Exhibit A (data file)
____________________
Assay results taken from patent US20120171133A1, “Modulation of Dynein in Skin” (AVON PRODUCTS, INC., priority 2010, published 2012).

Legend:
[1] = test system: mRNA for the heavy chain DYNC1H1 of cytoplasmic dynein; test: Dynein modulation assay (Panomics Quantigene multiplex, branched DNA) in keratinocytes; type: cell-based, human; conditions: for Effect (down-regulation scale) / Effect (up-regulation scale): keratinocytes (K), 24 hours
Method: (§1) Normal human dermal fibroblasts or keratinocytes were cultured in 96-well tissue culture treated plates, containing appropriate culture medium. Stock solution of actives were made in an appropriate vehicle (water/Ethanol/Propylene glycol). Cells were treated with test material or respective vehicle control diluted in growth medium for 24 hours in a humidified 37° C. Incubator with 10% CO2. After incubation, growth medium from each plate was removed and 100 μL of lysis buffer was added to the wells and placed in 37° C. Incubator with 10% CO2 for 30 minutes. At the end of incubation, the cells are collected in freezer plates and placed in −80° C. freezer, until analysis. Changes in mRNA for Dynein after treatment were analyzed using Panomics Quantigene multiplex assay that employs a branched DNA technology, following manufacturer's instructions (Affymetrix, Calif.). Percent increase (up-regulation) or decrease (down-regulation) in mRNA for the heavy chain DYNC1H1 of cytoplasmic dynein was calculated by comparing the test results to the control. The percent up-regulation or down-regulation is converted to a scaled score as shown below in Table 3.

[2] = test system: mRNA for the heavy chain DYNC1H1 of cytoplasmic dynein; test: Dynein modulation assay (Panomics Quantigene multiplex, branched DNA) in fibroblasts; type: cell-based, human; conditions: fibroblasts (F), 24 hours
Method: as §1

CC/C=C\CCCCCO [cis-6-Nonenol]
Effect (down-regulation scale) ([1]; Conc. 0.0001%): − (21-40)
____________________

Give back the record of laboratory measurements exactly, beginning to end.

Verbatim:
Assay results taken from patent US20120171133A1, “Modulation of Dynein in Skin” (AVON PRODUCTS, INC., priority 2010, published 2012).

Legend:
[1] = test system: mRNA for the heavy chain DYNC1H1 of cytoplasmic dynein; test: Dynein modulation assay (Panomics Quantigene multiplex, branched DNA) in keratinocytes; type: cell-based, human; conditions: for Effect (down-regulation scale) / Effect (up-regulation scale): keratinocytes (K), 24 hours
Method: (§1) Normal human dermal fibroblasts or keratinocytes were cultured in 96-well tissue culture treated plates, containing appropriate culture medium. Stock solution of actives were made in an appropriate vehicle (water/Ethanol/Propylene glycol). Cells were treated with test material or respective vehicle control diluted in growth medium for 24 hours in a humidified 37° C. Incubator with 10% CO2. After incubation, growth medium from each plate was removed and 100 μL of lysis buffer was added to the wells and placed in 37° C. Incubator with 10% CO2 for 30 minutes. At the end of incubation, the cells are collected in freezer plates and placed in −80° C. freezer, until analysis. Changes in mRNA for Dynein after treatment were analyzed using Panomics Quantigene multiplex assay that employs a branched DNA technology, following manufacturer's instructions (Affymetrix, Calif.). Percent increase (up-regulation) or decrease (down-regulation) in mRNA for the heavy chain DYNC1H1 of cytoplasmic dynein was calculated by comparing the test results to the control. The percent up-regulation or down-regulation is converted to a scaled score as shown below in Table 3.

[2] = test system: mRNA for the heavy chain DYNC1H1 of cytoplasmic dynein; test: Dynein modulation assay (Panomics Quantigene multiplex, branched DNA) in fibroblasts; type: cell-based, human; conditions: fibroblasts (F), 24 hours
Method: as §1

CC/C=C\CCCCCO [cis-6-Nonenol]
Effect (down-regulation scale) ([1]; Conc. 0.0001%): − (21-40)